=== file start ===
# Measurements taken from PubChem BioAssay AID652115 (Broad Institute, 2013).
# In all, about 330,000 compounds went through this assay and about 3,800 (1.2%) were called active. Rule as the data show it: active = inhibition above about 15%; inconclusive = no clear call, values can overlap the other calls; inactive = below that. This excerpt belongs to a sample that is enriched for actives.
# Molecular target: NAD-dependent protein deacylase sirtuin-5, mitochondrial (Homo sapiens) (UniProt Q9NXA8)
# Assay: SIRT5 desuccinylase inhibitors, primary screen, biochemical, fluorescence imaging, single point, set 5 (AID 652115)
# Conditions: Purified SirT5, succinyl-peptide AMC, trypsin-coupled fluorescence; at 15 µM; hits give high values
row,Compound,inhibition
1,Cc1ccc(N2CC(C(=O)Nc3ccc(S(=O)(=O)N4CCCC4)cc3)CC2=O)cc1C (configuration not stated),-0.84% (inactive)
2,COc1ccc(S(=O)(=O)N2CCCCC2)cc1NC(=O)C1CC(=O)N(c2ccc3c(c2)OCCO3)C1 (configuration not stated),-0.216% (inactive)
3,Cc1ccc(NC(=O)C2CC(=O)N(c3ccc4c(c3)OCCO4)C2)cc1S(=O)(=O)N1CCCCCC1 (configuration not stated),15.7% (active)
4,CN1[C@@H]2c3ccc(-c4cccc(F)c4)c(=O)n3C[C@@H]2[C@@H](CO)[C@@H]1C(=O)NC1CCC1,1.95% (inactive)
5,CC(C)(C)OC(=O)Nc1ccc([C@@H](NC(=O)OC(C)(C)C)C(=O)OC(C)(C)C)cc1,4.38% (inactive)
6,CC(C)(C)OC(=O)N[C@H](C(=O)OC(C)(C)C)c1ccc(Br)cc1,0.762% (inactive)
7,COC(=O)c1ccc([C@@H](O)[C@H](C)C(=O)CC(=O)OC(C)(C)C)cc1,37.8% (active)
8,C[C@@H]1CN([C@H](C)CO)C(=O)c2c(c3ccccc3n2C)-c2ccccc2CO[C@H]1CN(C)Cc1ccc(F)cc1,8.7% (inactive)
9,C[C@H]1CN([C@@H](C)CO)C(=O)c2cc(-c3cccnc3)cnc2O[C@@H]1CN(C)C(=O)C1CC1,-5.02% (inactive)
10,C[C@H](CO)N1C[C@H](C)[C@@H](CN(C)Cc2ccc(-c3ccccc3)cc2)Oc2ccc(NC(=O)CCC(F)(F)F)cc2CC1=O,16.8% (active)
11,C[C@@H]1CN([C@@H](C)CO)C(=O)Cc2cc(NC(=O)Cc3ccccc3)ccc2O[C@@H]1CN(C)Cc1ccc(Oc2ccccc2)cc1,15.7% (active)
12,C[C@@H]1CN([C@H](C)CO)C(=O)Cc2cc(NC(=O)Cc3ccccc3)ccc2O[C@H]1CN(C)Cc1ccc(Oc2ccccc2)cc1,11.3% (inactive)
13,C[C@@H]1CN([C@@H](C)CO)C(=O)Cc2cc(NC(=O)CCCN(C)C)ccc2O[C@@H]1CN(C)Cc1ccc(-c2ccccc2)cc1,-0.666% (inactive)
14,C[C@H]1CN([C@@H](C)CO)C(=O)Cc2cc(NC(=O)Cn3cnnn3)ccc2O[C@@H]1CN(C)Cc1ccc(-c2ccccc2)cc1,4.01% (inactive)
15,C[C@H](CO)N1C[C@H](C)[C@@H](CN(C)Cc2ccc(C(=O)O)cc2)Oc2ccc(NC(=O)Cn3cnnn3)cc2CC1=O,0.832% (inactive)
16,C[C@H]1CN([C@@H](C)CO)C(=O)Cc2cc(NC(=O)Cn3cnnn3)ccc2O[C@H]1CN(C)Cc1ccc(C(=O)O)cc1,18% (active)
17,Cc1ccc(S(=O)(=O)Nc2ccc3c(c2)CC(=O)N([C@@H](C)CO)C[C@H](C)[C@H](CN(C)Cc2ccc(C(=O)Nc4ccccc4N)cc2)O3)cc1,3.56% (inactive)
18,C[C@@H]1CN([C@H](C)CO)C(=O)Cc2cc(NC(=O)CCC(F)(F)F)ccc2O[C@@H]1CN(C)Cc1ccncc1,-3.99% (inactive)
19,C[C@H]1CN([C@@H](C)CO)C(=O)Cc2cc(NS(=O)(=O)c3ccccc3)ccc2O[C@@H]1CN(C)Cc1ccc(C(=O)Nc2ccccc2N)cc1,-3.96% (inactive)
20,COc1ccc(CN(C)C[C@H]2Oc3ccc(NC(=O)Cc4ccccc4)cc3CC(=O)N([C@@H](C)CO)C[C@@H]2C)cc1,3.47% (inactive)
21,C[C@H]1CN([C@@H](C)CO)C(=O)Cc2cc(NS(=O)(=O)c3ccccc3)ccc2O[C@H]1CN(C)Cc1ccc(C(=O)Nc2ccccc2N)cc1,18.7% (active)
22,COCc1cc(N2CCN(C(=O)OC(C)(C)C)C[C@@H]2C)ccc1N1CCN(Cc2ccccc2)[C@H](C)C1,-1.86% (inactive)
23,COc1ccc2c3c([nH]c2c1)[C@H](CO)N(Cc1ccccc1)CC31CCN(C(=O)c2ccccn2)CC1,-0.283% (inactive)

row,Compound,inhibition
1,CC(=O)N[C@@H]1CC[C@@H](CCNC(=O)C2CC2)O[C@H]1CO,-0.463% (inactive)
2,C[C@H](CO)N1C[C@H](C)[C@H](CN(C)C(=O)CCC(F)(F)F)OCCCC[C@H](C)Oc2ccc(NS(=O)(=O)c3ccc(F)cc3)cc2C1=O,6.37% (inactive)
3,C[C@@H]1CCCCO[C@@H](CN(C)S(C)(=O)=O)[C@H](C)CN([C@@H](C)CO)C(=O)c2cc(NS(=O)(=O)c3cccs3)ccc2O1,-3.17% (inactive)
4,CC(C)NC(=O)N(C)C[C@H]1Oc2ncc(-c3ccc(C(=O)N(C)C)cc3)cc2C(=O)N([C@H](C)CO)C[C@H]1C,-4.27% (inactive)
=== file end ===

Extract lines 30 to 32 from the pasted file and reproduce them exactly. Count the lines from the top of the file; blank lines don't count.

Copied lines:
row,Compound,inhibition
1,CC(=O)N[C@@H]1CC[C@@H](CCNC(=O)C2CC2)O[C@H]1CO,-0.463% (inactive)
2,C[C@H](CO)N1C[C@H](C)[C@H](CN(C)C(=O)CCC(F)(F)F)OCCCC[C@H](C)Oc2ccc(NS(=O)(=O)c3ccc(F)cc3)cc2C1=O,6.37% (inactive)